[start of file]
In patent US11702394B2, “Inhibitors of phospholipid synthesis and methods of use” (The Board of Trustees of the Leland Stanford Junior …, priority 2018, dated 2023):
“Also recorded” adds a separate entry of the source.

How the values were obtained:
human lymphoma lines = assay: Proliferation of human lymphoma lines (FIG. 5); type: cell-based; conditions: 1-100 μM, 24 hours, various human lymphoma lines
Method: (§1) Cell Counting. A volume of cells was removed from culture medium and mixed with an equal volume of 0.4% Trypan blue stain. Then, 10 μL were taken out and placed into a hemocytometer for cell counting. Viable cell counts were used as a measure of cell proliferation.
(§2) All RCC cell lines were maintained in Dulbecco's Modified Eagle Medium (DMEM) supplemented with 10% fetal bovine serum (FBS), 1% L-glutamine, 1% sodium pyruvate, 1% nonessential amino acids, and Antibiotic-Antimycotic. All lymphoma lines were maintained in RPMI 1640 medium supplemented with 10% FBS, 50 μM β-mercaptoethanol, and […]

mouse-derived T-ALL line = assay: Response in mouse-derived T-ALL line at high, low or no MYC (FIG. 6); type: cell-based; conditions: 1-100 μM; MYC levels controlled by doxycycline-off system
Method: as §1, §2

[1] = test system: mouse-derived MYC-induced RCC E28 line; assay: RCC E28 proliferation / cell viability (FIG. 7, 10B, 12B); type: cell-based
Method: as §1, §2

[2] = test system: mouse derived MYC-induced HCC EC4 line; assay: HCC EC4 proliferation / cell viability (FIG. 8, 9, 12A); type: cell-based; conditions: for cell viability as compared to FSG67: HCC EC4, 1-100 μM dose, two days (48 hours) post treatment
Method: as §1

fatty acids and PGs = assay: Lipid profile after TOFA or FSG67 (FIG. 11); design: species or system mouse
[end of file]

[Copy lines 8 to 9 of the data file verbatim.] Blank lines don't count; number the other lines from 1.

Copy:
Method: as §1, §2

[1] = test system: mouse-derived MYC-induced RCC E28 line; assay: RCC E28 proliferation / cell viability (FIG. 7, 10B, 12B); type: cell-based